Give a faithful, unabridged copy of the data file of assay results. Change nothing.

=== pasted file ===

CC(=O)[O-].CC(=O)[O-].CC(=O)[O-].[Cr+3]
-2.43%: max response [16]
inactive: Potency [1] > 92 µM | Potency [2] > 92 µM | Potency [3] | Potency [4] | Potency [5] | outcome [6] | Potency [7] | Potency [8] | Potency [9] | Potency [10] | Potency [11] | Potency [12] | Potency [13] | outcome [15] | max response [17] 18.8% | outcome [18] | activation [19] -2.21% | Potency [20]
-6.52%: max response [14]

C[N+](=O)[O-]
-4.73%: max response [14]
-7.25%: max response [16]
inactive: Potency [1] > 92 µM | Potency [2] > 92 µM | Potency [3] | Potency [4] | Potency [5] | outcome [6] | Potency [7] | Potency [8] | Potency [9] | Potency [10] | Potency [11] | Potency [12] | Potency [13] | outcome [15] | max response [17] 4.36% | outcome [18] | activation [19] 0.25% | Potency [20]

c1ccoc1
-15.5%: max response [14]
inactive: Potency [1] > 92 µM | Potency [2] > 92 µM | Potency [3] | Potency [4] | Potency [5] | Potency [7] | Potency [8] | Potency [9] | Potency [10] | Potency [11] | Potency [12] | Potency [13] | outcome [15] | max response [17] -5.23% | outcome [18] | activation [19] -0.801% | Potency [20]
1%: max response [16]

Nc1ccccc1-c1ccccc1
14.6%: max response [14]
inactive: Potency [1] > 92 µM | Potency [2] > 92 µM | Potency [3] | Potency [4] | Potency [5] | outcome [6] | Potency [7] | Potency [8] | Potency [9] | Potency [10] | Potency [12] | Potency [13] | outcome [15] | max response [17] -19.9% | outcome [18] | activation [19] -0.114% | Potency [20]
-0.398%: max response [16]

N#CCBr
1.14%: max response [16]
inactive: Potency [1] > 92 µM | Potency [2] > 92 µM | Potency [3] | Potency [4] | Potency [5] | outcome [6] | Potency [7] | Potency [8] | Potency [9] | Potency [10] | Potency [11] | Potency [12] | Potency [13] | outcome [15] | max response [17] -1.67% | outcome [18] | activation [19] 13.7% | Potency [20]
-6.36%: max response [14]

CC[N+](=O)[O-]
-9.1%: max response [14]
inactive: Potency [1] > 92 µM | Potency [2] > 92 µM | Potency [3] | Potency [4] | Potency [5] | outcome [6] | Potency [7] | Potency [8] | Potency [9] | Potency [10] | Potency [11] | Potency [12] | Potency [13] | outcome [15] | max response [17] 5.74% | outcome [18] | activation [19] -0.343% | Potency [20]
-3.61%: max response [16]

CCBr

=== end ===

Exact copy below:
CC(=O)[O-].CC(=O)[O-].CC(=O)[O-].[Cr+3]
-2.43%: max response [16]
inactive: Potency [1] > 92 µM | Potency [2] > 92 µM | Potency [3] | Potency [4] | Potency [5] | outcome [6] | Potency [7] | Potency [8] | Potency [9] | Potency [10] | Potency [11] | Potency [12] | Potency [13] | outcome [15] | max response [17] 18.8% | outcome [18] | activation [19] -2.21% | Potency [20]
-6.52%: max response [14]

C[N+](=O)[O-]
-4.73%: max response [14]
-7.25%: max response [16]
inactive: Potency [1] > 92 µM | Potency [2] > 92 µM | Potency [3] | Potency [4] | Potency [5] | outcome [6] | Potency [7] | Potency [8] | Potency [9] | Potency [10] | Potency [11] | Potency [12] | Potency [13] | outcome [15] | max response [17] 4.36% | outcome [18] | activation [19] 0.25% | Potency [20]

c1ccoc1
-15.5%: max response [14]
inactive: Potency [1] > 92 µM | Potency [2] > 92 µM | Potency [3] | Potency [4] | Potency [5] | Potency [7] | Potency [8] | Potency [9] | Potency [10] | Potency [11] | Potency [12] | Potency [13] | outcome [15] | max response [17] -5.23% | outcome [18] | activation [19] -0.801% | Potency [20]
1%: max response [16]

Nc1ccccc1-c1ccccc1
14.6%: max response [14]
inactive: Potency [1] > 92 µM | Potency [2] > 92 µM | Potency [3] | Potency [4] | Potency [5] | outcome [6] | Potency [7] | Potency [8] | Potency [9] | Potency [10] | Potency [12] | Potency [13] | outcome [15] | max response [17] -19.9% | outcome [18] | activation [19] -0.114% | Potency [20]
-0.398%: max response [16]

N#CCBr
1.14%: max response [16]
inactive: Potency [1] > 92 µM | Potency [2] > 92 µM | Potency [3] | Potency [4] | Potency [5] | outcome [6] | Potency [7] | Potency [8] | Potency [9] | Potency [10] | Potency [11] | Potency [12] | Potency [13] | outcome [15] | max response [17] -1.67% | outcome [18] | activation [19] 13.7% | Potency [20]
-6.36%: max response [14]

CC[N+](=O)[O-]
-9.1%: max response [14]
inactive: Potency [1] > 92 µM | Potency [2] > 92 µM | Potency [3] | Potency [4] | Potency [5] | outcome [6] | Potency [7] | Potency [8] | Potency [9] | Potency [10] | Potency [11] | Potency [12] | Potency [13] | outcome [15] | max response [17] 5.74% | outcome [18] | activation [19] -0.343% | Potency [20]
-3.61%: max response [16]

CCBr